Friday, October 12, 2007

Vista's GPMC: Don't trust it

Vista has seen some dramatic changes to GPOs and the Group Policy Management Console (GPMC) used to manage them. The coles notes version is that Microsoft has introduced ADMX templates which are Vista-specific GPO templates written in a new XML format. To administer new Vista features, such as Folder Redirection, you are required to use these new templates; however, these new templates are not compatible with your existing Windows Server 2003 GPMC. The only GPMC able to manage ADMX templates actually comes installed with Vista!

This is where it gets interesting. To manage Vista GPO settings, you must use a Vista computer. Once you have GPOs based on ADMX templates in your environment you can only use Vista computers to manage them. This basically means that you quickly have to roll out Vista computers to all your enterprise GPO administrators even before you have really locked down the configurations for your Vista computers. In addition, we have been experiencing problems with the Vista version of GPMC.

Throughout the course of our Vista desktop design project, we have been tinkering with various GPO settings. We would often not get the results we were expecting or find that systems were implementing settings contrary to those that we had specifically chosen. After months of head scratching and frustration, we think we now understand what is going on...

Vista's version of GPMC gets confused when you make changes to GPOs and only properly understands what is going on after it is closed/terminated and restarted. Here's what I mean - I now present a series of actions that occur within the Vista GPMC application:

  • I target an existing GPO with an existing setting.
  • I choose to edit that GPO and change a setting to the alternate value (if it was Enabled, I select Disabled, etc.).
  • I then click 'Apply' or 'OK' on the edit window to commit my changes.
  • I wait a few minutes and go to my test computer to see what effect the new setting has - I see no change.What gives?
  • I go back to GPMC and run an RSOP specifying my test user and test computer.
  • It tells me that my setting change is being applied to that computer correctly. More head scratching.
  • I eventually give up and shut things down to go home.
  • The next day I get into the lab and suddenly everything is fine - more head scratching.
  • I inspect and everything looks fine.
  • So I try another setting - same odd results when I check my test PC.
  • This time I look at the GPO report. It tells me my setting is not applied as I had specified.
  • I choose to edit my GPO once again. That interface tells me that the setting is set as I have already specified so there really isn't much more I can do.
Fun eh? It looks like my co-worker has figured out what's happening (I'd love to hear from others about their experiences as well):
  • When I apply a setting in GPMC's edit window, it is not properly getting applied.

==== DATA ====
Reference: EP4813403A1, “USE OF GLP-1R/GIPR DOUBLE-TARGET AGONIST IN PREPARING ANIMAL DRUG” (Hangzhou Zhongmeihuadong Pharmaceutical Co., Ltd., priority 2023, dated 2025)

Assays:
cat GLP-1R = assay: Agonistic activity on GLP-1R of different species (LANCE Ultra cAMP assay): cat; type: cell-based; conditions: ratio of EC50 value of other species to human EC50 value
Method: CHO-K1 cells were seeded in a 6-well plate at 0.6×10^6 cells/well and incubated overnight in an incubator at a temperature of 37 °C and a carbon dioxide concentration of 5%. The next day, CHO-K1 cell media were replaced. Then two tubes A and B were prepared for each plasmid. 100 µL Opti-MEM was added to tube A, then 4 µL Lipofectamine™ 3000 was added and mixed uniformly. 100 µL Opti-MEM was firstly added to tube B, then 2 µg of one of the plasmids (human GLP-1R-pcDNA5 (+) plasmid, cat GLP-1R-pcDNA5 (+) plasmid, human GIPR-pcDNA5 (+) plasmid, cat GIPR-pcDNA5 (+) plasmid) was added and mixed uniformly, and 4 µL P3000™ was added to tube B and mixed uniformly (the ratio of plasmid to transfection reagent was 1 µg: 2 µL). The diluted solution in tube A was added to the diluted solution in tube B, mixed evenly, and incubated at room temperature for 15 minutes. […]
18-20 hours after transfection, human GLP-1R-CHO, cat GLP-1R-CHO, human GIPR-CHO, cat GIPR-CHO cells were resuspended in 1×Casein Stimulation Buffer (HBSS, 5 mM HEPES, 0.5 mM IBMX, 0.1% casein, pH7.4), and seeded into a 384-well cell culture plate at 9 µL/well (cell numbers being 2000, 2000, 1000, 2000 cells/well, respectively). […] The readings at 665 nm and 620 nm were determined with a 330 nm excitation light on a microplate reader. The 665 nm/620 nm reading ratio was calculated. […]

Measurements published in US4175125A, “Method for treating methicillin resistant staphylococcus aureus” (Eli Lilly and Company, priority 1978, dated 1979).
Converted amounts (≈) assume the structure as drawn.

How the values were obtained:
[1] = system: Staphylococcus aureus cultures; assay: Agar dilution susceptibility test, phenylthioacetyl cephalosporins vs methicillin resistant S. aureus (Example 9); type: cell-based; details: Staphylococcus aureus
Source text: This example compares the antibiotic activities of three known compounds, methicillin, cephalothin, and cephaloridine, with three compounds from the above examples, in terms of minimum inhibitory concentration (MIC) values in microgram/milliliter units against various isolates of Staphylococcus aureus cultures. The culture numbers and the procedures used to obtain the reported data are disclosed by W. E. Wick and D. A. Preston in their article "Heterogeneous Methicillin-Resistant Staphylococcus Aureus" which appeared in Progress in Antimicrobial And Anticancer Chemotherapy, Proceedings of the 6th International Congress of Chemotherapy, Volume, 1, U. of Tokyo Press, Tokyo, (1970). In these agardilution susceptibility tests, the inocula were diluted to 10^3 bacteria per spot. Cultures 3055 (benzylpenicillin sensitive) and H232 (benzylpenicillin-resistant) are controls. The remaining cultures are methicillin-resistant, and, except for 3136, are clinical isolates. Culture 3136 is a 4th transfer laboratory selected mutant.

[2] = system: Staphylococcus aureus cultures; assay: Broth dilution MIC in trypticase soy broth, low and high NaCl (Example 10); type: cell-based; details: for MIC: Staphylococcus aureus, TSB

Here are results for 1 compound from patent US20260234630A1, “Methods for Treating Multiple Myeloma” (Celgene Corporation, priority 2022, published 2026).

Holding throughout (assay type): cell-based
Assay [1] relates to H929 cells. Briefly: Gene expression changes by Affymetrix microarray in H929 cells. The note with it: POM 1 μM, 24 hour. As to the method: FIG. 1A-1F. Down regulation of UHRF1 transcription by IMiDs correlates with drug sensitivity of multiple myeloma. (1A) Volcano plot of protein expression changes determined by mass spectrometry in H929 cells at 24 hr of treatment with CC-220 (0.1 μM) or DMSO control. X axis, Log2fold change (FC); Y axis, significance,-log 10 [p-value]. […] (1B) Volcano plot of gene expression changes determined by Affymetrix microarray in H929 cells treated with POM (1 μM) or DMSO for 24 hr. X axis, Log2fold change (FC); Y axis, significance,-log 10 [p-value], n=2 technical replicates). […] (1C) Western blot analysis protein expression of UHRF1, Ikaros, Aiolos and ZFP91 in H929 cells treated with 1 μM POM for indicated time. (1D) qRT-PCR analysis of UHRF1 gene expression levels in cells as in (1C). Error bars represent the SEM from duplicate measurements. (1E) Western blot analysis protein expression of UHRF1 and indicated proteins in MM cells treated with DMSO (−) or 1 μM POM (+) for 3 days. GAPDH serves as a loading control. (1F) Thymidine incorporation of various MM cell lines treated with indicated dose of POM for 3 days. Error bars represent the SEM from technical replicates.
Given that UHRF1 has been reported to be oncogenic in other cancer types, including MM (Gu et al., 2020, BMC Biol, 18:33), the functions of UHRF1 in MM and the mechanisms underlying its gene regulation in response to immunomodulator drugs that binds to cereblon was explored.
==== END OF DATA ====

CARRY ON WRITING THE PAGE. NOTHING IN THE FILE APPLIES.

• The edit window shows my setting as I have requested.
  • But the GPO Report I then generate in GPMC continues to show the old value.
  • Also, the test PC continues to only receive the old value.
  • But running an RSOP in GPMC thinks the setting has been applied.
  • Only once I close GPMC, does the test PC receive the setting change.
  • When I reopen GPMC, my edit window, new RSOP report and new GPO report all agree with each other!
The lesson here is to close GPMC often and not leave it lying open on your admin PC.

[EDIT] Well so much for that... we had tested the hypothesis above and properly reproduced the results... but today GPMC changed its behaviour. It now updates workstations after hitting the Apply button without the need for a restart. We tried for 2 hours to break the darn thing... Oh well, I guess the headline still holds true - Don't trust it! [/EDIT]

There is one additional bit of GPMC goodness that I would like to direct you too. Microsoft recently released a Windows Vista Service Pack 1 Beta White Paper. In it there is the following text:
Beta testers will find that after installing Windows Vista SP1, they no longer have access to GPMC, and that the new, enhanced version of GPMC has not yet been released. In this case, administrators can continue to edit Group Policy by opening a remote desktop session directly to the server or to a PC running the release to manufacturing (RTM) version of Windows Vista.
I find it interesting that SP1 is removing GPMC before a replacement is even available. This suggests to me that Microsoft is already aware that the Vista version of GPMC has some serious issues. Unfortunately, if you have implemented any ADMX templates in order to support your Vista environment, you have no choice but to continue using Vista's GPMC - so be sure to keep a non-SP1 Vista desktop around until a replacement is made available.

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